Modern needs call for technologies that can produce similar results. Specifically, farms needs technology that can:

  • Optimize planting
  • Immediately identify disease outbreaks
  • Create better seeds and hybrids

In the era of the information-based economy, it’s no surprise that the solution to these needs is coming in the form of big data.

Big Data and Farming

There are already a handful of players in agricultural big data, and that number is growing as firms see the value of data capture and analytics tools on the farm. Trusted providers of farm equipment like John Deere and DuPont are already in on the big data game, creating farm tools like tractors and combines that acquire important farm information and then use it to inform work. Think self-driving, GPS-programmed tractors that not only move themselves, but do so at less than an inch of error.

Big data, when combined with precision agriculture, can produce higher yield while lowering costs. Monsanto, which started out as a chemical manufacturing company, has become one of the biggest names in agricultural big data today. FieldScripts, their main software, combines weather data, seed and root space analytics, and other systems to calculate soil productivity.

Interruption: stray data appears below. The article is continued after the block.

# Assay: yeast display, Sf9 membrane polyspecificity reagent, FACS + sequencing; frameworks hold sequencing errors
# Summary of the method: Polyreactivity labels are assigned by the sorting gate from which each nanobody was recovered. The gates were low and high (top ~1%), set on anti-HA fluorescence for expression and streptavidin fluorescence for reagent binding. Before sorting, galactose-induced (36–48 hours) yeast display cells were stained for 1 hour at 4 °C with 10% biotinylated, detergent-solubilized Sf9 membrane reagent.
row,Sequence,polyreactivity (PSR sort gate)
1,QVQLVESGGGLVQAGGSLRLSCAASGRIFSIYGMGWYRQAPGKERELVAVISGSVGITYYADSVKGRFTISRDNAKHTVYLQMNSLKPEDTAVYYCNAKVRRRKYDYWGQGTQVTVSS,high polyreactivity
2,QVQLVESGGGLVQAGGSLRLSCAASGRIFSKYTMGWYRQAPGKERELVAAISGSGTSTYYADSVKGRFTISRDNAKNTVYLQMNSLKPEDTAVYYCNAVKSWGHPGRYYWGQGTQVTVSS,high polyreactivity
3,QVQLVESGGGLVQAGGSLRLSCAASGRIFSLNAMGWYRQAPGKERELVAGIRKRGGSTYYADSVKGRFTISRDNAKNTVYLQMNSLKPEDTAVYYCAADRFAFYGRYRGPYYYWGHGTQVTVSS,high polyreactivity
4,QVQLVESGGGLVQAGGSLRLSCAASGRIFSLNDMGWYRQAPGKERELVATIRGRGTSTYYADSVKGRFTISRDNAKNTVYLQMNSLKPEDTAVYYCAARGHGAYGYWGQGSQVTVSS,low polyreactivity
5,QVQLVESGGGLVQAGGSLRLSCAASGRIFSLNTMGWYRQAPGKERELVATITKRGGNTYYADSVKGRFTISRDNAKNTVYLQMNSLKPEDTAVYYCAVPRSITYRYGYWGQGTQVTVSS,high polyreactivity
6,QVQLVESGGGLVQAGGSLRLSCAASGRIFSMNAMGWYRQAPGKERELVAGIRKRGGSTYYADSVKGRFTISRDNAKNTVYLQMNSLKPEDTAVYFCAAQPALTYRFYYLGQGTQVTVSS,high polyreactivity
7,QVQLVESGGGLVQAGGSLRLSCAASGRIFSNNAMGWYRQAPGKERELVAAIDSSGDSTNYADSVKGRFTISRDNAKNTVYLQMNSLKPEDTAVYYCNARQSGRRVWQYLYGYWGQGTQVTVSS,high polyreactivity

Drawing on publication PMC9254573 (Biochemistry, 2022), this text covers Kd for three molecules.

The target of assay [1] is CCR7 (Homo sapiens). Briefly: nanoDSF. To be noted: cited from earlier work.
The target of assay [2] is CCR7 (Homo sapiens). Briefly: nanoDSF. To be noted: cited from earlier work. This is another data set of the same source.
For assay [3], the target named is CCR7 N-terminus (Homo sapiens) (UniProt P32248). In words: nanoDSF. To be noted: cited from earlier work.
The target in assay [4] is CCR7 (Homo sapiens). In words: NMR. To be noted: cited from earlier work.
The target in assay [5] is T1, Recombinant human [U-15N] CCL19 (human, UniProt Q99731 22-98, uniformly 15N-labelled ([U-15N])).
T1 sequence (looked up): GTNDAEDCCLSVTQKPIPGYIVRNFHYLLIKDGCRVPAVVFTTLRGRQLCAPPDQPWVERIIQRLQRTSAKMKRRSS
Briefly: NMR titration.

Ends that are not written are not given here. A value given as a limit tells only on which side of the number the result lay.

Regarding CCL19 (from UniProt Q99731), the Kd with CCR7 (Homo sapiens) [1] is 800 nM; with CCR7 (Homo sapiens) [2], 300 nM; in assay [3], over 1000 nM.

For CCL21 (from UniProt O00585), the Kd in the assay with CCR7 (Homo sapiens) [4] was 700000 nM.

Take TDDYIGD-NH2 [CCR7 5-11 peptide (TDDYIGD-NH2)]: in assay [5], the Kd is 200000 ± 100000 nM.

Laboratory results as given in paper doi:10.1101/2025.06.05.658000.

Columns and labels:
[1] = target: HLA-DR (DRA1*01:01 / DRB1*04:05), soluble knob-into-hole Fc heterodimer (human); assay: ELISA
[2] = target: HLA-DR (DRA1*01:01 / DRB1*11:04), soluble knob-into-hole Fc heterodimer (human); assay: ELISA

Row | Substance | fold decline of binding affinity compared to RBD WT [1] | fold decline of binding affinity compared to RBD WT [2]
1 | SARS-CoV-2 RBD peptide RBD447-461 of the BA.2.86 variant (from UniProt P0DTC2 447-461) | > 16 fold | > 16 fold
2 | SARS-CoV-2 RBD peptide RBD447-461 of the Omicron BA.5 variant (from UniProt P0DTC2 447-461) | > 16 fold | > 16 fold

Monsanto, founded in 1901, has been in agriculture since the 1960s. Nevertheless, newcomers are finding success as well. Farmlogs is a startup whose software tracks soil composition, heat accumulation and rainfall. It plugs directly into combines and costs farmers $750 per year. Farmlogs is currently being used on a third of farms in America.

What’s the Future of Agricultural Big Data?

This new field is promising. There’s no doubt that farmers will universally adopt big data technologies; they’re going to have to if they want to remain competitive. The challenge technology providers face is convincing farmers that their products are safe. Many worry that the data collected in the cloud will be sold to competitors or regulatory agencies. Monsanto and other big data firms assure that isn’t on their agenda.

As the polar opposite fields of big data and agriculture and big data come together, our prospects for the future become brighter.